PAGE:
Bill named the fund Ius Vitae – Mary Sue Terrasi Memorial Fund. Ius vitae means right to life in Latin. One unique aspect of the fund is that annually, a distribution will be made for a memorial scholarship at Monroe St. Mary Catholic Central High School (SMCC). His daughters, who are alumnae, will be judges of an annual scholarship essay contest in which students will address the topic “Why I am pro-life.”

“Being a judge of an essay contest for my alma mater will be really special, but honoring my mother and her mission in this way means the world to me. Attending SMCC was an amazing experience, and my time there helped shape the woman I am today—as well as being raised by such Christ-centered parents. I’m honored to provide a scholarship to these young adults and view their reflections on the importance of being pro-life,” shares Amy Diehl, one of Mary Sue and Bill’s three daughters.

“Remembering and honoring Mary in this way is painful in that it forces me to relive a lot of memories, but it is also inspiring and hopeful. By opening a fund with the Foundation, we have a much greater opportunity to establish a lasting legacy for my bride, as opposed to doing it on my own,” Bill reflects.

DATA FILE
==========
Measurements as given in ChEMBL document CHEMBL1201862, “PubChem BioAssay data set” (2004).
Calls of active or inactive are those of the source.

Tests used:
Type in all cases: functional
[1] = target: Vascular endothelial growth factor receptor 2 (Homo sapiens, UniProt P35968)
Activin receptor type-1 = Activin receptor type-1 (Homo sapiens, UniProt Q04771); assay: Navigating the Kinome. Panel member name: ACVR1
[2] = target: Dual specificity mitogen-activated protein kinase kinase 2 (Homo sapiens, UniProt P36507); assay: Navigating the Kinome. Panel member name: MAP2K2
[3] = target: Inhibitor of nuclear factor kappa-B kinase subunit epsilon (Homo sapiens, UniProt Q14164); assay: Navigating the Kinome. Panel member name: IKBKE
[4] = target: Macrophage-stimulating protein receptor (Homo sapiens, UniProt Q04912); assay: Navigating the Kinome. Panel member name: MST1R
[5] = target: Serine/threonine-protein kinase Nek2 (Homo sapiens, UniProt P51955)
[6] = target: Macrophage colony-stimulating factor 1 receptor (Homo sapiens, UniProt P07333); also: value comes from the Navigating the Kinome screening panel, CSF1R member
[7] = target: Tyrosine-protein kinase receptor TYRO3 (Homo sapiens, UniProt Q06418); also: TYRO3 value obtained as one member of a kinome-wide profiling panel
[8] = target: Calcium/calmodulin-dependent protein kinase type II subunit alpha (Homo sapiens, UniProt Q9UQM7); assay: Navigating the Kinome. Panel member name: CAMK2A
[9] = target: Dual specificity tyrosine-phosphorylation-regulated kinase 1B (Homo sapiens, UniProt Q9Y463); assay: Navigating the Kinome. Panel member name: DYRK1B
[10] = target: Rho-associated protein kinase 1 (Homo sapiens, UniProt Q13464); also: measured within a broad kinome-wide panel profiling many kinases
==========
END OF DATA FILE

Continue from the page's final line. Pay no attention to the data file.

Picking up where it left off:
By opening a fund with the Foundation, we have a much greater opportunity to establish a lasting legacy for my bride, as opposed to doing it on my own. – Bill Terrasi

He continues, “The Catholic Foundation’s fees are extremely reasonable. Starting a new 501(c)3 organization or family foundation would’ve been much more costly, which would’ve taken away from the impact of the fund. What is more, the Foundation is already well-known, established, and very professional. It gives credibility to the cause we are promoting.”

Elizabeth Giarmo, one of Mary Sue and Bill’s daughters, shares about her mother’s legacy, “My mother was a beacon of light, a servant follower of Christ, and a fierce fighter for the unborn. Though she is tremendously missed, I am honored to carry on her dedicated mission. Her legacy will live on through these efforts.”

“Mary Sue always said that a person’s stance on abortion is a window into their soul. I wish more people had conviction about something as much as she did,” Bill shares. And for those inspired by her conviction, he invites a gift to the fund to continue her work and passion.